Messenger - Vol. 4, No. 3, Page T-4
On Technology
A way with words in UD's Writing Center

     Writers of the past were concerned mainly with stringing words
together using ink on paper. With the advent of typewriters and
computers, writers began to revise and manipulate their work more
freely. These days, students in the University's writing program are
beginning to "write" with sound and pictures as well as words-thanks
to new multi-media technologies.
     Using sound cards and compact discs that can be read by
computers, it's now possible to embed an audio track or moving
pictures into a written text, says Marcia Peoples Halio, assistant
professor of English and assistant director of the UD's writing
program. In this way, she says, an essay about the late John F.
Kennedy's inaugural speech could be enhanced by a sound clip or film
from the actual event. Recently, a student emphasized the volatile
nature of the abortion controversy by adding sounds of clinic
protestors to a multi-media essay on the topic.
     In the 21st century, Halio says, creating such documents will
require a "new literacy." Because the English department's computer
lab is linked to the information superhighway, she adds, students
already are learning how to write on-line.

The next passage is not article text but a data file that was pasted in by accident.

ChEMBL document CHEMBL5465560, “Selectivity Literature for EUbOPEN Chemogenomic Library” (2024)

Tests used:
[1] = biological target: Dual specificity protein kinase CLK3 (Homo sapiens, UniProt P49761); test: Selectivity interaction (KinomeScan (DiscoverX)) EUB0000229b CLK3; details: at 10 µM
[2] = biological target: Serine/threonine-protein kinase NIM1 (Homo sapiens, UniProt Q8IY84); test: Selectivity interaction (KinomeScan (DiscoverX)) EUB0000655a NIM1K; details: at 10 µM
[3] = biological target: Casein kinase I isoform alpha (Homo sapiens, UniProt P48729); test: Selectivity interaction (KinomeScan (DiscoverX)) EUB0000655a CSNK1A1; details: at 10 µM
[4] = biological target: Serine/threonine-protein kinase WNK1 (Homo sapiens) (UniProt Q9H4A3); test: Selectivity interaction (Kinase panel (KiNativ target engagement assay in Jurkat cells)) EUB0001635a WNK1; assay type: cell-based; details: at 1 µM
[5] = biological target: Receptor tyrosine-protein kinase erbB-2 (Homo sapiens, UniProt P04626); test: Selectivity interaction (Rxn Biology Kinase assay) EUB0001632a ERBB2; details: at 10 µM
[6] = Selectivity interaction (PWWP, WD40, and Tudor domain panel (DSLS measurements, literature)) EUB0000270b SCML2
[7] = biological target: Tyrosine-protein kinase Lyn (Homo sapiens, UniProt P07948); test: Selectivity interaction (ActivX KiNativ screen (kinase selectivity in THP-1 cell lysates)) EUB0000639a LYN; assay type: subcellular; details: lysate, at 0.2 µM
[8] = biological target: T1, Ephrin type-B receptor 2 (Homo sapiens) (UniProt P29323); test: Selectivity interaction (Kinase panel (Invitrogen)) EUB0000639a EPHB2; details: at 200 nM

Methods for writing and revising documents using standard word-
processing software are emphasized in a freshman English course.
Writing exercises cover brainstorming, list-making and writing for
different ethnic audiences. "Too often, students use computers as very
expensive typewriters, and we want them to do much more," says Halio.
"They should know how to block off a chunk of text and move it around,
how to complete on-line revisions and how to work with a split screen,
so that they're looking at their notes on one side of the screen while
also working on a document."
     James M. Dean, associate professor of English, uses electronic
resources to teach undergraduate and graduate literature courses.
Graduate students, for example, may fulfill an optional requirement by
hopping onto the information superhighway. Multi-media software lets
students view stunning images, via the Internet, from a manuscript of
Beowulf, the first major literary work in English. "I wanted students
to know that the carefully edited texts they were reading in class
were quite different from the original manuscript," Dean explains.
     Dean also has asked students to store translations and other work
on computers in the University's writing laboratory. Because the
documents are stored in a shared electronic "workspace," students can
consult with one another. In this way, Dean's students have
collaborated on translations of documents such as The Battle of
Brunanburh, an Old English poem.